Connecticut Lawmakers Get Nowhere Regarding AI Regulations

( – Connecticut lawmakers began the legislative season with hopes that they’d be able to pass one of the first major bills that would rein in bias in artificial intelligence. However, hopes for the bill were dashed after a veto threat from democratic Governor Ned Lamont, who said they were concerned that the legislation might “stifle innovation” and make Connecticut an outlier.

Democratic Senator James Maroney has been working on the issue for about two years with lawmakers across the U.S. Maroney said, “It’s disappointing Connecticut is losing its chance to lead in the AI space.”

Several bills were proposed during this time with the AI bill, but they all failed after the General Assembly met its deadline. With this, some positives came out of it.

The legislation cleared that the General Assembly made numerous nursing home reforms, like preventing them from placing new residents in rooms with more than two beds.

The Senate also looked into the proliferation of infused beverages being sold in convenience stores. They also voted to prohibit synthetic cannabinoids in cannabis and forbade them from being sold at licensed cannabis stores.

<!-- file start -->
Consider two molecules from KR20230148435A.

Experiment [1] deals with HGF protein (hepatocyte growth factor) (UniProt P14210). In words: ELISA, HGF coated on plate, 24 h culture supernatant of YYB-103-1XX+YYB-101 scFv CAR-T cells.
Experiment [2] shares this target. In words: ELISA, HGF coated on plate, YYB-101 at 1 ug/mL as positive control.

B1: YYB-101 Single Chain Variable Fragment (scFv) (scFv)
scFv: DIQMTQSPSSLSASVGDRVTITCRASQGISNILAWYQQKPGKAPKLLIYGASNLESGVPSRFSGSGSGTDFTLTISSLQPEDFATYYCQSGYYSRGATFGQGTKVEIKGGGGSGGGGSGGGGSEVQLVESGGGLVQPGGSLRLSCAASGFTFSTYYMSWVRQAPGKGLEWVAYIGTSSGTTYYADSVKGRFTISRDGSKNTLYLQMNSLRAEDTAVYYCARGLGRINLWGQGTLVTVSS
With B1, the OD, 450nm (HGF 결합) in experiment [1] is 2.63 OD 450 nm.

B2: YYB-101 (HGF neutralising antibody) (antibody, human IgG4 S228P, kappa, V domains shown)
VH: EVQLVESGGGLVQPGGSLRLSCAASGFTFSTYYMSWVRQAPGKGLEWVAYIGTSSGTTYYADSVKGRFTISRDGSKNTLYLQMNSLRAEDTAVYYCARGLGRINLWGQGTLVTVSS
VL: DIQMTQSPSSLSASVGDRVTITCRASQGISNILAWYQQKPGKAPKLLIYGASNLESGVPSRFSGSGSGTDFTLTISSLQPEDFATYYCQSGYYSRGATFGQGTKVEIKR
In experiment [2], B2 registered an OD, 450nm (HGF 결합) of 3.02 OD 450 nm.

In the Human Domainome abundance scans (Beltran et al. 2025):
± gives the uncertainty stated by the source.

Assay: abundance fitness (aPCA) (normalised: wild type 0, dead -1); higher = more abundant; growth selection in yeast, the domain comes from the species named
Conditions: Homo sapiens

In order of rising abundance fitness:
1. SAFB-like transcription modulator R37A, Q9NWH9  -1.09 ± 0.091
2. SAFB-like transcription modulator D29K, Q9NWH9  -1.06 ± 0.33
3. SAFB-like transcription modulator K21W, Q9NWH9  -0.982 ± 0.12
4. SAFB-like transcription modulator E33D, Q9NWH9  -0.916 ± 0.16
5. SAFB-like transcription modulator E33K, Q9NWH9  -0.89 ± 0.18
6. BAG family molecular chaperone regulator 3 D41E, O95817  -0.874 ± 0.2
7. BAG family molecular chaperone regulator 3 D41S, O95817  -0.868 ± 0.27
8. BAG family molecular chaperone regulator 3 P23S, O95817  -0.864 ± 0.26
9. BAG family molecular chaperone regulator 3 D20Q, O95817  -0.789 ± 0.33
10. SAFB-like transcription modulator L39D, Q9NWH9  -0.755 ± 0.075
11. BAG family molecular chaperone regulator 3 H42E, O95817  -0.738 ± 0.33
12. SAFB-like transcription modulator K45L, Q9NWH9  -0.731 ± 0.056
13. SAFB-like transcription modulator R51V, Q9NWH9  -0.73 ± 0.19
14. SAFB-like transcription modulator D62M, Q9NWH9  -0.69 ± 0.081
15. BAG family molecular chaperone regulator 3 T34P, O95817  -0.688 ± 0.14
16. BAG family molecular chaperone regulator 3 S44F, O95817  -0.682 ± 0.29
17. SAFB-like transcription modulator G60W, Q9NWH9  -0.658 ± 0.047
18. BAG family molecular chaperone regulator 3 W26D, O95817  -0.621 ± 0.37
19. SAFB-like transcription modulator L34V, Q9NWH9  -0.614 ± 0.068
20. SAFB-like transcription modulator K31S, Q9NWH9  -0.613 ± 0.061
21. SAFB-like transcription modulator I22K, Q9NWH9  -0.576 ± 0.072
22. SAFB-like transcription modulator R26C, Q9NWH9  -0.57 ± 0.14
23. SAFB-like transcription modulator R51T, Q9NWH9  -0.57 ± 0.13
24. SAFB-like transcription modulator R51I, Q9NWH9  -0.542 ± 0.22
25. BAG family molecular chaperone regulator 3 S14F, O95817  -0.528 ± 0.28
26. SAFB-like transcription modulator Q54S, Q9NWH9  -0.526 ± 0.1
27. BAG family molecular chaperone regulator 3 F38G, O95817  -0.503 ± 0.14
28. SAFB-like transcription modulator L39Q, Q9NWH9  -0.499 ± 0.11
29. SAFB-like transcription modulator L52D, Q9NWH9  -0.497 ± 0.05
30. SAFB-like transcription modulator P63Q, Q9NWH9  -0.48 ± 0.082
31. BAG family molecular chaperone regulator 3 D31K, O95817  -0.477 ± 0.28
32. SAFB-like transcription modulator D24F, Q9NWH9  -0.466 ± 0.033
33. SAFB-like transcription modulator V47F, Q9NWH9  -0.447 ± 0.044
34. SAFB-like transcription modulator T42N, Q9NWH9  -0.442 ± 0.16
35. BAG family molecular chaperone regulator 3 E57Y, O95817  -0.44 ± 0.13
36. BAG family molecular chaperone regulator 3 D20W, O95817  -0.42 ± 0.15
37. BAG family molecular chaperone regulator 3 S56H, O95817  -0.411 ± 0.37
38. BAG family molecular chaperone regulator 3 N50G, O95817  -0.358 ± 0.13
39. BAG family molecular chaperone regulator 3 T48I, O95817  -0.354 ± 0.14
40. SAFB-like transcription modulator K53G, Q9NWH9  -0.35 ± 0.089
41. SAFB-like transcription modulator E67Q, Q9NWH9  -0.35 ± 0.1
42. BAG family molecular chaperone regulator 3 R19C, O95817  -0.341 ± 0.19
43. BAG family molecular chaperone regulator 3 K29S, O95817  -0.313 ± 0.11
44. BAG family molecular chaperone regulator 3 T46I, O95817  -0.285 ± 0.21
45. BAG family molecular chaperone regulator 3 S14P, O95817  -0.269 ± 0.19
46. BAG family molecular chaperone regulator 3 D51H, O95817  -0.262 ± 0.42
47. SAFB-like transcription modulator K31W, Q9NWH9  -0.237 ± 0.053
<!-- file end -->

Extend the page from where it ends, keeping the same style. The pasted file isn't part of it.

Republican Senator Rob Sampson spoke out about the bill by saying, “I don’t believe that it goes far enough.” He spoke about what happened in Bridgeport, a “fiasco” that warranted a strong action.

Many of the concepts brought up by legislation were not taken and failed, but some were approved such as the plan to spend over three hundred million dollars in remaining pandemic funds.

Republicans were against reopening the pandemic budget for this reason. “When we agreed not to open the budget and did not do a budget, that limited your options,” House Speaker Matt Ritter said.

Said Vincent Candelora, the House Minority Leader, “The Democrats didn’t do their job on the budget and they’ve left the hard decisions up to the governor.”

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